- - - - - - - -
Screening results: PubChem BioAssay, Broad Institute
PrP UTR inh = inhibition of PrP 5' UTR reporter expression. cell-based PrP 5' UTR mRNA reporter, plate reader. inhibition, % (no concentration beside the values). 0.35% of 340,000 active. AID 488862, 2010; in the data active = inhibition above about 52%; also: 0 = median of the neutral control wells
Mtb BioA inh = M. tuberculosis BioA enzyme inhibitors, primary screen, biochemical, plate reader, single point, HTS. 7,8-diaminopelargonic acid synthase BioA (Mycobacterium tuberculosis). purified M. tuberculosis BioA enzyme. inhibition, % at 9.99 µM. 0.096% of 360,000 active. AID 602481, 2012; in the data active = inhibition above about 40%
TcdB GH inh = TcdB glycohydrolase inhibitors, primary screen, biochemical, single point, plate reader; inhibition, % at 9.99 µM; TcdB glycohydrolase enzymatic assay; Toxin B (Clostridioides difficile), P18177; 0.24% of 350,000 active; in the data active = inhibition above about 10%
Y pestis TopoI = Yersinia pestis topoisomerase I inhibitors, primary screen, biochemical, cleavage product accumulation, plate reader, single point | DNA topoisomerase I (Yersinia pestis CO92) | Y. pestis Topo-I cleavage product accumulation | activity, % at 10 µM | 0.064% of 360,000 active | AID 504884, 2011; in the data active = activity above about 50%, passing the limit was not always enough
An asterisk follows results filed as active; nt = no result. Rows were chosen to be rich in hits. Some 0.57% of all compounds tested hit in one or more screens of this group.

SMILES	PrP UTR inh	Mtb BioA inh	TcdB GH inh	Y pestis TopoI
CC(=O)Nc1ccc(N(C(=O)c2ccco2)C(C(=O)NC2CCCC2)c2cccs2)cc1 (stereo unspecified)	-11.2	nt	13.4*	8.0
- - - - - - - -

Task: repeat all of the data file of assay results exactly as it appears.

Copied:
Screening results: PubChem BioAssay, Broad Institute
PrP UTR inh = inhibition of PrP 5' UTR reporter expression. cell-based PrP 5' UTR mRNA reporter, plate reader. inhibition, % (no concentration beside the values). 0.35% of 340,000 active. AID 488862, 2010; in the data active = inhibition above about 52%; also: 0 = median of the neutral control wells
Mtb BioA inh = M. tuberculosis BioA enzyme inhibitors, primary screen, biochemical, plate reader, single point, HTS. 7,8-diaminopelargonic acid synthase BioA (Mycobacterium tuberculosis). purified M. tuberculosis BioA enzyme. inhibition, % at 9.99 µM. 0.096% of 360,000 active. AID 602481, 2012; in the data active = inhibition above about 40%
TcdB GH inh = TcdB glycohydrolase inhibitors, primary screen, biochemical, single point, plate reader; inhibition, % at 9.99 µM; TcdB glycohydrolase enzymatic assay; Toxin B (Clostridioides difficile), P18177; 0.24% of 350,000 active; in the data active = inhibition above about 10%
Y pestis TopoI = Yersinia pestis topoisomerase I inhibitors, primary screen, biochemical, cleavage product accumulation, plate reader, single point | DNA topoisomerase I (Yersinia pestis CO92) | Y. pestis Topo-I cleavage product accumulation | activity, % at 10 µM | 0.064% of 360,000 active | AID 504884, 2011; in the data active = activity above about 50%, passing the limit was not always enough
An asterisk follows results filed as active; nt = no result. Rows were chosen to be rich in hits. Some 0.57% of all compounds tested hit in one or more screens of this group.

SMILES	PrP UTR inh	Mtb BioA inh	TcdB GH inh	Y pestis TopoI
CC(=O)Nc1ccc(N(C(=O)c2ccco2)C(C(=O)NC2CCCC2)c2cccs2)cc1 (stereo unspecified)	-11.2	nt	13.4*	8.0